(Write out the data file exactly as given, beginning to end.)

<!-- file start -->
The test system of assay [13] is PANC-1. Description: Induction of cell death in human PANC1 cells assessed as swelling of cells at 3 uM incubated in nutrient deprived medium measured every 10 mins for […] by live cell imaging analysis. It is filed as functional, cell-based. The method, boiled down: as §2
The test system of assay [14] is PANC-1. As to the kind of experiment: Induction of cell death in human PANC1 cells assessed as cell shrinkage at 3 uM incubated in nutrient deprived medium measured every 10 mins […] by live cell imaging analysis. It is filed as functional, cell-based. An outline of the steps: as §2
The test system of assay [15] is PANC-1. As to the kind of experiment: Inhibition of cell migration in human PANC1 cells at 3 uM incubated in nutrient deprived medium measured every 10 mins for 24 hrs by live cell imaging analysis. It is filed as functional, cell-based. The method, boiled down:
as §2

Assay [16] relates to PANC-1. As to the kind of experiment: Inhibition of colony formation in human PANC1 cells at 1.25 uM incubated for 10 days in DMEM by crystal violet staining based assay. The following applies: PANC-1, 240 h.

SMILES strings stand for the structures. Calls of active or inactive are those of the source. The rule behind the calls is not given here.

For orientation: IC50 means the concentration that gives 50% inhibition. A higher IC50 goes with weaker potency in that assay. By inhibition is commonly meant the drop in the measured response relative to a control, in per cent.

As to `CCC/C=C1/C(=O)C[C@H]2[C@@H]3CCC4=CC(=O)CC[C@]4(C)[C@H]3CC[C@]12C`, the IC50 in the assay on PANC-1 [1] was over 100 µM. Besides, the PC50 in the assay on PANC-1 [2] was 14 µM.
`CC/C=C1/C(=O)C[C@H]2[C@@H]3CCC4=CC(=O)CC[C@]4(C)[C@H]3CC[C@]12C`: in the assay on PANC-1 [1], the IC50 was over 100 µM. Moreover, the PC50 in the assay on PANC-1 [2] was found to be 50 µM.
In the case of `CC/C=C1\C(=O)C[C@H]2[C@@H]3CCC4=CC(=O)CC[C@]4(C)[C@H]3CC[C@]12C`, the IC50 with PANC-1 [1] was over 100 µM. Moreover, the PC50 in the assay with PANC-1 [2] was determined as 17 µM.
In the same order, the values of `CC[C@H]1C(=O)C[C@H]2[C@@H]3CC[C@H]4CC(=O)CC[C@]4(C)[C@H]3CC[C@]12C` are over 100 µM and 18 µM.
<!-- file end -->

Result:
The test system of assay [13] is PANC-1. Description: Induction of cell death in human PANC1 cells assessed as swelling of cells at 3 uM incubated in nutrient deprived medium measured every 10 mins for […] by live cell imaging analysis. It is filed as functional, cell-based. The method, boiled down: as §2
The test system of assay [14] is PANC-1. As to the kind of experiment: Induction of cell death in human PANC1 cells assessed as cell shrinkage at 3 uM incubated in nutrient deprived medium measured every 10 mins […] by live cell imaging analysis. It is filed as functional, cell-based. An outline of the steps: as §2
The test system of assay [15] is PANC-1. As to the kind of experiment: Inhibition of cell migration in human PANC1 cells at 3 uM incubated in nutrient deprived medium measured every 10 mins for 24 hrs by live cell imaging analysis. It is filed as functional, cell-based. The method, boiled down:
as §2

Assay [16] relates to PANC-1. As to the kind of experiment: Inhibition of colony formation in human PANC1 cells at 1.25 uM incubated for 10 days in DMEM by crystal violet staining based assay. The following applies: PANC-1, 240 h.

SMILES strings stand for the structures. Calls of active or inactive are those of the source. The rule behind the calls is not given here.

For orientation: IC50 means the concentration that gives 50% inhibition. A higher IC50 goes with weaker potency in that assay. By inhibition is commonly meant the drop in the measured response relative to a control, in per cent.

As to `CCC/C=C1/C(=O)C[C@H]2[C@@H]3CCC4=CC(=O)CC[C@]4(C)[C@H]3CC[C@]12C`, the IC50 in the assay on PANC-1 [1] was over 100 µM. Besides, the PC50 in the assay on PANC-1 [2] was 14 µM.
`CC/C=C1/C(=O)C[C@H]2[C@@H]3CCC4=CC(=O)CC[C@]4(C)[C@H]3CC[C@]12C`: in the assay on PANC-1 [1], the IC50 was over 100 µM. Moreover, the PC50 in the assay on PANC-1 [2] was found to be 50 µM.
In the case of `CC/C=C1\C(=O)C[C@H]2[C@@H]3CCC4=CC(=O)CC[C@]4(C)[C@H]3CC[C@]12C`, the IC50 with PANC-1 [1] was over 100 µM. Moreover, the PC50 in the assay with PANC-1 [2] was determined as 17 µM.
In the same order, the values of `CC[C@H]1C(=O)C[C@H]2[C@@H]3CC[C@H]4CC(=O)CC[C@]4(C)[C@H]3CC[C@]12C` are over 100 µM and 18 µM.